Hence, the backlighting apparatus of the preferred embodiment produces illumination of a very uniform character, with relatively high intensity and whiteness, in a device that is both simple and compact.

BRIEF DESCRIPTION OF THE DRAWINGS

FIG. 1 is a perspective view of a notebook computer incorporating an LCD backlit by the light source of the present invention.

FIG. 2 is a perspective view of the light source of the preferred embodiment.

FIG. 3 is a cross-sectional view of the light source of FIG. 2 taken along the lines 3--3 of FIG. 2.

FIG. 4 is a plan view of the light source of FIG. 3 taken along the lines 4--4 of FIG. 3.

FIG. 5 is a cross-sectional view of the light source of FIG. 2.

FIG. 6 is a fragmentary view in cross section, of a brightness enhancing film as shown in FIG. 3.

FIG. 7 is a graph showing the intensity of light emitted from the light source shown in FIG. 2 as a function of viewing angle.

DETAILED DESCRIPTION OF THE PREFERRED EMBODIMENTS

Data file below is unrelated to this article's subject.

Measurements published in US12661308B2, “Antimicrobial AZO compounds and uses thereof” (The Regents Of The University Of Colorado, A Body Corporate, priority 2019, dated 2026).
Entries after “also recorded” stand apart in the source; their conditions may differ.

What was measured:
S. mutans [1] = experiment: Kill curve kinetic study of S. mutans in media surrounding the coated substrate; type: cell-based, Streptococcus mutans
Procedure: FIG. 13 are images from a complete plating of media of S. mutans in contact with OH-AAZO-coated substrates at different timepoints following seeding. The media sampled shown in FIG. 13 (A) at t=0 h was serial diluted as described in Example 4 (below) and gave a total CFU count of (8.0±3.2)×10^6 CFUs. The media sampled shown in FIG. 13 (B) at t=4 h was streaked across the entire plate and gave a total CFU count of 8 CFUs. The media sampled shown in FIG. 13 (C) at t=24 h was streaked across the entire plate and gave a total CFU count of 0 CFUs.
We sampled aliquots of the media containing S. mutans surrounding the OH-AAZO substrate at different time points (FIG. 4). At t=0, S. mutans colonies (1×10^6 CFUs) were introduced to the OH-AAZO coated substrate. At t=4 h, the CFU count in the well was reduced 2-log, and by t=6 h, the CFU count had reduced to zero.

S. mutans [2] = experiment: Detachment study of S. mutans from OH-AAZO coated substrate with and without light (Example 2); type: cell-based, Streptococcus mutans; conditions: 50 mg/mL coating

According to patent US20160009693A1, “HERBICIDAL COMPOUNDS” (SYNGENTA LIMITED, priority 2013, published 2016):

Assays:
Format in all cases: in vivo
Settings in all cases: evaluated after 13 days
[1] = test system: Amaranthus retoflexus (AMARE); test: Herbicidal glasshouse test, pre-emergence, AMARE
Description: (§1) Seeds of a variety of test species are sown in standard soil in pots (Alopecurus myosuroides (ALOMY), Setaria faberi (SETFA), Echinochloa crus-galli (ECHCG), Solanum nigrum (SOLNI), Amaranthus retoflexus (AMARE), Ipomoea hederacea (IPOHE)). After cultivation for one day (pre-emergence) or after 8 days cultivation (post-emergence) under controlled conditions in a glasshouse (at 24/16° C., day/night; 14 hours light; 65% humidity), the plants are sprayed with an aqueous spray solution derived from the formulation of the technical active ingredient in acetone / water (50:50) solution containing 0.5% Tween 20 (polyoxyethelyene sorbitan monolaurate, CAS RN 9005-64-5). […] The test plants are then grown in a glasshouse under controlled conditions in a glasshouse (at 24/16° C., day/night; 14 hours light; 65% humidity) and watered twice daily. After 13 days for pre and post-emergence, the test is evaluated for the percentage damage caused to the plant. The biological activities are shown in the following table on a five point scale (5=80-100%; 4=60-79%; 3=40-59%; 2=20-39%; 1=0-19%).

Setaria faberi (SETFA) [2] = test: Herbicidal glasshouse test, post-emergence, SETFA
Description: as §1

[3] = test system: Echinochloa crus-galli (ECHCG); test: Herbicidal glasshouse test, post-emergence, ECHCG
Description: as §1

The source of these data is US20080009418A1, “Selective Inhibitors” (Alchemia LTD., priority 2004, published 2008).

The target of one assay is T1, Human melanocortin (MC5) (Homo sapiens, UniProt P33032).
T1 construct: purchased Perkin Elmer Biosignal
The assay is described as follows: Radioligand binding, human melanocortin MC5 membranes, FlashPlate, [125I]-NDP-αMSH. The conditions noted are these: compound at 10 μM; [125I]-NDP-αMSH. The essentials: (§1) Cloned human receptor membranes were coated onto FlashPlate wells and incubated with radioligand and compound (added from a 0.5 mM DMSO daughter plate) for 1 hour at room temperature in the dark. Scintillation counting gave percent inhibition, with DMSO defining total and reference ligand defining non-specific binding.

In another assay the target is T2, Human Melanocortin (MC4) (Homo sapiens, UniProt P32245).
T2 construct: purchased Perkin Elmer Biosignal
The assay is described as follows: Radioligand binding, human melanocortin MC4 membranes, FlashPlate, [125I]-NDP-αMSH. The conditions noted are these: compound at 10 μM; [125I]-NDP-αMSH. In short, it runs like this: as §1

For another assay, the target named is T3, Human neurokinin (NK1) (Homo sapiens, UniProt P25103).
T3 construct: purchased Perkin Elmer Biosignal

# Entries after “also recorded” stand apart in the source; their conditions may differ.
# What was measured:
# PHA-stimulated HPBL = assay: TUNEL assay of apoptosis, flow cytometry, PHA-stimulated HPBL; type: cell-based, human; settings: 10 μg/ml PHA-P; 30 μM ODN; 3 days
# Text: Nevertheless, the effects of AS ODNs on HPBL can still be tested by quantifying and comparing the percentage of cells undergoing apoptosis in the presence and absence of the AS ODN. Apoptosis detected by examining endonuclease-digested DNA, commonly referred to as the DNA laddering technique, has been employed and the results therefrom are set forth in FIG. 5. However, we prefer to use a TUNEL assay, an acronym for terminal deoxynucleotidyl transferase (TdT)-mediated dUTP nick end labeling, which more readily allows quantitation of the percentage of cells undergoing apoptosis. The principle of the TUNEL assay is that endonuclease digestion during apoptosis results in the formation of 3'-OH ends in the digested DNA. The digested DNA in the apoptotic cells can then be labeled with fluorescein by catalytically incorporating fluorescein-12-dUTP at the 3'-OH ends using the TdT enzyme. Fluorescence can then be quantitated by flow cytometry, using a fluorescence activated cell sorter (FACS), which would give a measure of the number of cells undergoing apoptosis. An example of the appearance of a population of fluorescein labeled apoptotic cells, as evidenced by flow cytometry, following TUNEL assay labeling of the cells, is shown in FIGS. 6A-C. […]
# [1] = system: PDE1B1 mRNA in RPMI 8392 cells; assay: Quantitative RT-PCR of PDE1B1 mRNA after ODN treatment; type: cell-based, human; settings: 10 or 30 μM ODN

As shown in FIG. 1, a preferred embodiment of the present invention comprises a notebook computer 5 with a flat panel display 26 for displaying alphanumeric, graphic or other information. The display 26 is supported by a casing 7 of the notebook computer 5. The display 26 comprises an LCD with a front face, which is viewable by a user, and a rear face of identical size. By way of example, the flat panel display 26 may be rectangular, having a viewable length of 8" and a viewable width of 6".

Referring to FIGS. 2 to 4, the flat panel display 26 is illuminated by a backlighting apparatus 10, which is mounted within the casing 7 of the notebook computer 5, rearward of the flat panel display 26. As best seen in FIGS. 3 and 4, the backlight apparatus 10 is comprised of a first and second series of red, blue and green light emitting diodes (LEDs) 12 and 13, located within a housing 14 having an aperture 18 which opens into a cavity. The aperture 18 is covered by a diffuser 20, a brightness enhancing film (BEF) 22, and, if desired, a color filter 24. The diffuser 20, BEF 22, and color filter 24 (if present) are placed in physical contact with each other, forming a planar structure hereinafter referred to as a light quality enhancing (LQE) apparatus 27 (the gaps between elements 20, 22, and 24 in FIG. 3 are depicted only for clarity; the thicknesses of and separation between each of the various elements are minimized for the sake of compactness). The LCD display 26, which is backlit by light emerging through the aperture 18 from interior cavity surfaces 15 and 16, is juxtaposed with the LQE apparatus 27, so that the display 26 may be viewed from a position 28.